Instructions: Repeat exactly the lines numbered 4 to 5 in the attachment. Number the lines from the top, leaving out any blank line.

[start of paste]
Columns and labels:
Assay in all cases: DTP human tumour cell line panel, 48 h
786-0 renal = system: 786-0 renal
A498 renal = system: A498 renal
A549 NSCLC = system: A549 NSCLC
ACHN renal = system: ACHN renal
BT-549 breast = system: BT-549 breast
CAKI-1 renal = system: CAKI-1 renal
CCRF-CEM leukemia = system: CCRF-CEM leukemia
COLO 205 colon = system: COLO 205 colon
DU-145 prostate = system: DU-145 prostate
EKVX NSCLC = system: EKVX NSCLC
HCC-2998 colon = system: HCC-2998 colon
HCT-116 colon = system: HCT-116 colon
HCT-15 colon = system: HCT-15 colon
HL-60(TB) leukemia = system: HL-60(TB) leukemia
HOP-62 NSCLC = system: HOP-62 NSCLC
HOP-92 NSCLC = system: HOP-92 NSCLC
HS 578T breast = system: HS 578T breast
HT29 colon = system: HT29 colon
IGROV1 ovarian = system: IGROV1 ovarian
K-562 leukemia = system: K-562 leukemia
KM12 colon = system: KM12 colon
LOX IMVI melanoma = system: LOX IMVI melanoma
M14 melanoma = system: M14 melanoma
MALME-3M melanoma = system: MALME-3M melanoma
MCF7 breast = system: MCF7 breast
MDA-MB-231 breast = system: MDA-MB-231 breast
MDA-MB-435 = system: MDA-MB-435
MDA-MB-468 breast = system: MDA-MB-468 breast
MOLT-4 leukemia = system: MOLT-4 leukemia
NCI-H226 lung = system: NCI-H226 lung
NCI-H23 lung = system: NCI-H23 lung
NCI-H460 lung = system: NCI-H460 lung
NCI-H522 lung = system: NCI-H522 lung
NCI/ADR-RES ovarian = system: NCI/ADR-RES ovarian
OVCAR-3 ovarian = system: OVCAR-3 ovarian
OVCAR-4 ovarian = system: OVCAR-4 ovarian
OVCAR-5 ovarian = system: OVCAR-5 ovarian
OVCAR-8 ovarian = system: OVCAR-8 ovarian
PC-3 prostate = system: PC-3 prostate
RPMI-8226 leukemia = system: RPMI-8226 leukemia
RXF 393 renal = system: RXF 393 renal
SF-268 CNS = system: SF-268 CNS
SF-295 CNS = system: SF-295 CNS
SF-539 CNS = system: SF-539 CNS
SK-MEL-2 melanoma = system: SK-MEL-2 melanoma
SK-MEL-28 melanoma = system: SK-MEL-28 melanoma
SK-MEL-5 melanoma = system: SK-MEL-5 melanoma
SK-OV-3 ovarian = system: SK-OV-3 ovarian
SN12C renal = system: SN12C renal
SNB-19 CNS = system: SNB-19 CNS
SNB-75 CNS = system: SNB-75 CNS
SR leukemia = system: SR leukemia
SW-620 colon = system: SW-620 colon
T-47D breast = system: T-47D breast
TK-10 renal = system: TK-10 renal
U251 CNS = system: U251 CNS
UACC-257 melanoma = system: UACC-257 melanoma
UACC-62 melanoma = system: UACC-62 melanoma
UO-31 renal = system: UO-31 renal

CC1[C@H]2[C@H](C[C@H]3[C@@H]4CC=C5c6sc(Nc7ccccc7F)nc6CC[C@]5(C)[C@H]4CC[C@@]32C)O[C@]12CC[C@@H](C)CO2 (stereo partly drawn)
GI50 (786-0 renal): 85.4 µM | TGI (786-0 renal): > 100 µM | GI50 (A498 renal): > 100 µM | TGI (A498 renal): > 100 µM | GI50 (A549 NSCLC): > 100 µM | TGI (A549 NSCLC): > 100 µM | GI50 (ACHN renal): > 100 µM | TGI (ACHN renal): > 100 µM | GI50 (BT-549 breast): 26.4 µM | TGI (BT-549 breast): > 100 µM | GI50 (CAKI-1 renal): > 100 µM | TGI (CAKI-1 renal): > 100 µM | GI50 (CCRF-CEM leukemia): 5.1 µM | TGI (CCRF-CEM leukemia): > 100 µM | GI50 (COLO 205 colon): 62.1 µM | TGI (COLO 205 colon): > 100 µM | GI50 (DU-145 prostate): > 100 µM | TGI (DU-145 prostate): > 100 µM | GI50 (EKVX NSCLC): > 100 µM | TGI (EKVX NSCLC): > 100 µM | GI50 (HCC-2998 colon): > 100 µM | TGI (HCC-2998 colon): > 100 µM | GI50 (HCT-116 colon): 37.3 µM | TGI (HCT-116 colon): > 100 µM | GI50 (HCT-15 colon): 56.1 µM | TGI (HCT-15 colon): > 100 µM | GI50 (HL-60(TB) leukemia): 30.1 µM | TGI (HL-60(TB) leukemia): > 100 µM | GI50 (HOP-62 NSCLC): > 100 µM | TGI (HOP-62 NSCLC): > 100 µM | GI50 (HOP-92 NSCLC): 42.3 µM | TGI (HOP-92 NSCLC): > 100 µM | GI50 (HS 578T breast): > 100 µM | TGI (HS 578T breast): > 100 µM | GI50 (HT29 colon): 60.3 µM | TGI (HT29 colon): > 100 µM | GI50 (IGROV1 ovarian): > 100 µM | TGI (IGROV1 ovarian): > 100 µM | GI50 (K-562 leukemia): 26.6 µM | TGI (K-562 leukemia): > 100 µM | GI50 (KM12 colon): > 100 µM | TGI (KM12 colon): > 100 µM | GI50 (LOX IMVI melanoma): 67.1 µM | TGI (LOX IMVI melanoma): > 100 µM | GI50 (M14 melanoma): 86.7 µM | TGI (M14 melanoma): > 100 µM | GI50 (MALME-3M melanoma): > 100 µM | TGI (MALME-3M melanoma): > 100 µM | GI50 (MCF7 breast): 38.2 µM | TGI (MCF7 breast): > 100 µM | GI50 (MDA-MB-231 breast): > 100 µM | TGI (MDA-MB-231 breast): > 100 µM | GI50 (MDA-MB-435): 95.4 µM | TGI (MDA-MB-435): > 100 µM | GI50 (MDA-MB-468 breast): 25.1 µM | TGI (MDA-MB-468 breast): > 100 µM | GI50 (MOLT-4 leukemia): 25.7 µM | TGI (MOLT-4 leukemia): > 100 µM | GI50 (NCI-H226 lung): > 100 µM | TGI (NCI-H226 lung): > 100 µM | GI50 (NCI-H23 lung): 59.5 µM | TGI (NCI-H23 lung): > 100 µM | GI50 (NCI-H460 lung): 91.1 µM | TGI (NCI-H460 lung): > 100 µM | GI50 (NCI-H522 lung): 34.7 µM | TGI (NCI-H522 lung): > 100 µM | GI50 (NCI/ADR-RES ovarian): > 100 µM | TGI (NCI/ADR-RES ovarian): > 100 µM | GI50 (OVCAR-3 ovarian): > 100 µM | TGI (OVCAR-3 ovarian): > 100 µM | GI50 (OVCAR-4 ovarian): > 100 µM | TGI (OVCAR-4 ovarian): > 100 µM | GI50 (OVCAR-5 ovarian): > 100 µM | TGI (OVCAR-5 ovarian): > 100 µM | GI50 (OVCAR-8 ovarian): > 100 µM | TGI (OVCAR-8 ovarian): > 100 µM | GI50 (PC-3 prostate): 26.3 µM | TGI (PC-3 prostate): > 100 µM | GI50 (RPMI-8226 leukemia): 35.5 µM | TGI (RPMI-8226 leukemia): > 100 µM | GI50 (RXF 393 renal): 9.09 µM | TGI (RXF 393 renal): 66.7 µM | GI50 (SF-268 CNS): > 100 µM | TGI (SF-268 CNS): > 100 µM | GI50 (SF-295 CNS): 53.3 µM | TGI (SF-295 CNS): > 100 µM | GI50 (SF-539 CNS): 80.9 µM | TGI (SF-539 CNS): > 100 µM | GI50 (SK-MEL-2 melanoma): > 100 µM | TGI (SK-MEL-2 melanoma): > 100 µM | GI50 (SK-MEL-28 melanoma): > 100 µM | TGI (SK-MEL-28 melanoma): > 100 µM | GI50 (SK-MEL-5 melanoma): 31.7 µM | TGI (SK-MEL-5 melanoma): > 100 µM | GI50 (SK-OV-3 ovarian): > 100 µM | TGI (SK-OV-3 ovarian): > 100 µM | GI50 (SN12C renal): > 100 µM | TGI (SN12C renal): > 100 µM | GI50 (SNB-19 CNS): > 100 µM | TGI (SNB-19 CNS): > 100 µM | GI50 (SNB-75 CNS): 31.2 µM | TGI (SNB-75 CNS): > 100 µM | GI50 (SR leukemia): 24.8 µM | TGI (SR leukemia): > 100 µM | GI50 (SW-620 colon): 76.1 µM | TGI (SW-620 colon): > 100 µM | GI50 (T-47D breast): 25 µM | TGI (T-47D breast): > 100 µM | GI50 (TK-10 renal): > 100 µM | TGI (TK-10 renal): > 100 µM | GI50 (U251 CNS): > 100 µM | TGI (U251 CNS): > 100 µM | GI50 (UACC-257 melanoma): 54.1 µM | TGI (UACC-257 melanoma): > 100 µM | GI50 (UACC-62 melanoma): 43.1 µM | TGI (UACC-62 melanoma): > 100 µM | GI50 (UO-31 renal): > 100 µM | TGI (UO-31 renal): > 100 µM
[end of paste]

A498 renal = system: A498 renal
A549 NSCLC = system: A549 NSCLC